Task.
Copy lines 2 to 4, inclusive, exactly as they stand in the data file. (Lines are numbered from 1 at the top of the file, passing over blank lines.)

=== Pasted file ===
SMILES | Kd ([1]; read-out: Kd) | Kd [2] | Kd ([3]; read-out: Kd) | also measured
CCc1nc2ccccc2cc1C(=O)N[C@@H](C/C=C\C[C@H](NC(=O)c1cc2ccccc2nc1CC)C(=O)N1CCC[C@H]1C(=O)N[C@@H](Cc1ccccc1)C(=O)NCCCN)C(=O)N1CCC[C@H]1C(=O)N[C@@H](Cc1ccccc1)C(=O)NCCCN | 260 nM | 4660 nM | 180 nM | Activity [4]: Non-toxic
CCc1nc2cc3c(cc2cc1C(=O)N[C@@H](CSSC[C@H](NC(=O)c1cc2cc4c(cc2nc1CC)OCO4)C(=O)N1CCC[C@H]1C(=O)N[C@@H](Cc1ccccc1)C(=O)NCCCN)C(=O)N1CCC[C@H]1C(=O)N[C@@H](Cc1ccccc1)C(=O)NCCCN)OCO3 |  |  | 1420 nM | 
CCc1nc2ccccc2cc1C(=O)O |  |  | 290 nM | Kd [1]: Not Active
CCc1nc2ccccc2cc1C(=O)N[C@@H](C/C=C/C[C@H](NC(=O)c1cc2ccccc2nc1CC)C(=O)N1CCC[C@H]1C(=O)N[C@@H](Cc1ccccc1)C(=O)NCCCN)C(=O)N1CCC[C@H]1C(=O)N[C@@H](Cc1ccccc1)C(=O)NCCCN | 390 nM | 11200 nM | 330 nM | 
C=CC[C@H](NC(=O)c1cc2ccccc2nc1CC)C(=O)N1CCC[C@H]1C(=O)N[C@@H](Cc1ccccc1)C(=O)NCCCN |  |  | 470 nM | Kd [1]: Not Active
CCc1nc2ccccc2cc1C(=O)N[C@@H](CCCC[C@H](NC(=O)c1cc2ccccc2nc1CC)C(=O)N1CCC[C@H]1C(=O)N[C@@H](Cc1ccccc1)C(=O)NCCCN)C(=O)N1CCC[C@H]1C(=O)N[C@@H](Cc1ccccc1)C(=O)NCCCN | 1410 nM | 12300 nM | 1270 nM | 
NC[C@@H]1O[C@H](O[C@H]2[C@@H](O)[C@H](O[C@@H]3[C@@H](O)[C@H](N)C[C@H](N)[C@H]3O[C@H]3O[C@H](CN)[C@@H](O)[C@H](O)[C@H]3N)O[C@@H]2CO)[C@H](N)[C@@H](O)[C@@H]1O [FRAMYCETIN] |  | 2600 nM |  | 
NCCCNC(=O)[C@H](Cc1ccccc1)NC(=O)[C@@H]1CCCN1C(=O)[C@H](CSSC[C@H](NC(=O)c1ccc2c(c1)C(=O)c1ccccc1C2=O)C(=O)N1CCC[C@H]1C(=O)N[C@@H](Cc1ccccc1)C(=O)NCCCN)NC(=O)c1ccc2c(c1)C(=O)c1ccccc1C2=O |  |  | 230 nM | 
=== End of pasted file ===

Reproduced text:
CCc1nc2ccccc2cc1C(=O)N[C@@H](C/C=C\C[C@H](NC(=O)c1cc2ccccc2nc1CC)C(=O)N1CCC[C@H]1C(=O)N[C@@H](Cc1ccccc1)C(=O)NCCCN)C(=O)N1CCC[C@H]1C(=O)N[C@@H](Cc1ccccc1)C(=O)NCCCN | 260 nM | 4660 nM | 180 nM | Activity [4]: Non-toxic
CCc1nc2cc3c(cc2cc1C(=O)N[C@@H](CSSC[C@H](NC(=O)c1cc2cc4c(cc2nc1CC)OCO4)C(=O)N1CCC[C@H]1C(=O)N[C@@H](Cc1ccccc1)C(=O)NCCCN)C(=O)N1CCC[C@H]1C(=O)N[C@@H](Cc1ccccc1)C(=O)NCCCN)OCO3 |  |  | 1420 nM | 
CCc1nc2ccccc2cc1C(=O)O |  |  | 290 nM | Kd [1]: Not Active